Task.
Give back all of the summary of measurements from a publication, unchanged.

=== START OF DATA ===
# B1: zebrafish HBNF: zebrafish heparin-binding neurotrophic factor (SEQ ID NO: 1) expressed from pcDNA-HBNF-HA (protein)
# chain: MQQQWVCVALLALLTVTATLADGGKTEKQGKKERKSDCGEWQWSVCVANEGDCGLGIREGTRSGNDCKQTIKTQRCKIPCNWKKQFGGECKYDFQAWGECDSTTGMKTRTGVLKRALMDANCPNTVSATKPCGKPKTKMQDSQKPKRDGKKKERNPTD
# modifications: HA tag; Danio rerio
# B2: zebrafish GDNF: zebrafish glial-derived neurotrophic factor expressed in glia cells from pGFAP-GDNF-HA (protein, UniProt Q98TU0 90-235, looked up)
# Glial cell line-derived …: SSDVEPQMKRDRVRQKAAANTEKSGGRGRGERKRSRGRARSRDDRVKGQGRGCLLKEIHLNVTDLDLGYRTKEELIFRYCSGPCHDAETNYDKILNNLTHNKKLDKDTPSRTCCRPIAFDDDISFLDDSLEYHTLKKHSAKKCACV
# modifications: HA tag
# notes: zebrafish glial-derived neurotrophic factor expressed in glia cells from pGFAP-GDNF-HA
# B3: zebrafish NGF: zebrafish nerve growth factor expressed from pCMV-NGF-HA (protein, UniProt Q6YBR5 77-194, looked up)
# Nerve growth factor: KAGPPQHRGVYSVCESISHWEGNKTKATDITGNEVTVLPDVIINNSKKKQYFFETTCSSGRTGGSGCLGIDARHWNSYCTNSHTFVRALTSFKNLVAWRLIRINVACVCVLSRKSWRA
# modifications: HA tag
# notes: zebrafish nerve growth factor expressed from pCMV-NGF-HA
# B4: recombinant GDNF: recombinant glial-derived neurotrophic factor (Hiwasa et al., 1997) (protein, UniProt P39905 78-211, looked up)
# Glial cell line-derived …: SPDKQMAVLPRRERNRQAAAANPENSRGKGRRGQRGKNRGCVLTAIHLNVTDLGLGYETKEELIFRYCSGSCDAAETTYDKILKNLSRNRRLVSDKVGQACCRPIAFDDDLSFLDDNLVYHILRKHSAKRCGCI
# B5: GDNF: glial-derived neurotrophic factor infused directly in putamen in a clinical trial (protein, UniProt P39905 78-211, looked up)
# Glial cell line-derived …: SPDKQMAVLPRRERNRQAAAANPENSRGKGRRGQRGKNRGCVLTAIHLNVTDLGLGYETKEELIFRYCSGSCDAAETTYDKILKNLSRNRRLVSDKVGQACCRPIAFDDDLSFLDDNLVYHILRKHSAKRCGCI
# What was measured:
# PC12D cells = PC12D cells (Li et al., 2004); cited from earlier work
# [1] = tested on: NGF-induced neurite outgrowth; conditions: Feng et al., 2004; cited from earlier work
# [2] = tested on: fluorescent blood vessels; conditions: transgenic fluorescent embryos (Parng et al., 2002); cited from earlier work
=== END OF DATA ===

# B1: zebrafish HBNF: zebrafish heparin-binding neurotrophic factor (SEQ ID NO: 1) expressed from pcDNA-HBNF-HA (protein)
# chain: MQQQWVCVALLALLTVTATLADGGKTEKQGKKERKSDCGEWQWSVCVANEGDCGLGIREGTRSGNDCKQTIKTQRCKIPCNWKKQFGGECKYDFQAWGECDSTTGMKTRTGVLKRALMDANCPNTVSATKPCGKPKTKMQDSQKPKRDGKKKERNPTD
# modifications: HA tag; Danio rerio
# B2: zebrafish GDNF: zebrafish glial-derived neurotrophic factor expressed in glia cells from pGFAP-GDNF-HA (protein, UniProt Q98TU0 90-235, looked up)
# Glial cell line-derived …: SSDVEPQMKRDRVRQKAAANTEKSGGRGRGERKRSRGRARSRDDRVKGQGRGCLLKEIHLNVTDLDLGYRTKEELIFRYCSGPCHDAETNYDKILNNLTHNKKLDKDTPSRTCCRPIAFDDDISFLDDSLEYHTLKKHSAKKCACV
# modifications: HA tag
# notes: zebrafish glial-derived neurotrophic factor expressed in glia cells from pGFAP-GDNF-HA
# B3: zebrafish NGF: zebrafish nerve growth factor expressed from pCMV-NGF-HA (protein, UniProt Q6YBR5 77-194, looked up)
# Nerve growth factor: KAGPPQHRGVYSVCESISHWEGNKTKATDITGNEVTVLPDVIINNSKKKQYFFETTCSSGRTGGSGCLGIDARHWNSYCTNSHTFVRALTSFKNLVAWRLIRINVACVCVLSRKSWRA
# modifications: HA tag
# notes: zebrafish nerve growth factor expressed from pCMV-NGF-HA
# B4: recombinant GDNF: recombinant glial-derived neurotrophic factor (Hiwasa et al., 1997) (protein, UniProt P39905 78-211, looked up)
# Glial cell line-derived …: SPDKQMAVLPRRERNRQAAAANPENSRGKGRRGQRGKNRGCVLTAIHLNVTDLGLGYETKEELIFRYCSGSCDAAETTYDKILKNLSRNRRLVSDKVGQACCRPIAFDDDLSFLDDNLVYHILRKHSAKRCGCI
# B5: GDNF: glial-derived neurotrophic factor infused directly in putamen in a clinical trial (protein, UniProt P39905 78-211, looked up)
# Glial cell line-derived …: SPDKQMAVLPRRERNRQAAAANPENSRGKGRRGQRGKNRGCVLTAIHLNVTDLGLGYETKEELIFRYCSGSCDAAETTYDKILKNLSRNRRLVSDKVGQACCRPIAFDDDLSFLDDNLVYHILRKHSAKRCGCI
# What was measured:
# PC12D cells = PC12D cells (Li et al., 2004); cited from earlier work
# [1] = tested on: NGF-induced neurite outgrowth; conditions: Feng et al., 2004; cited from earlier work
# [2] = tested on: fluorescent blood vessels; conditions: transgenic fluorescent embryos (Parng et al., 2002); cited from earlier work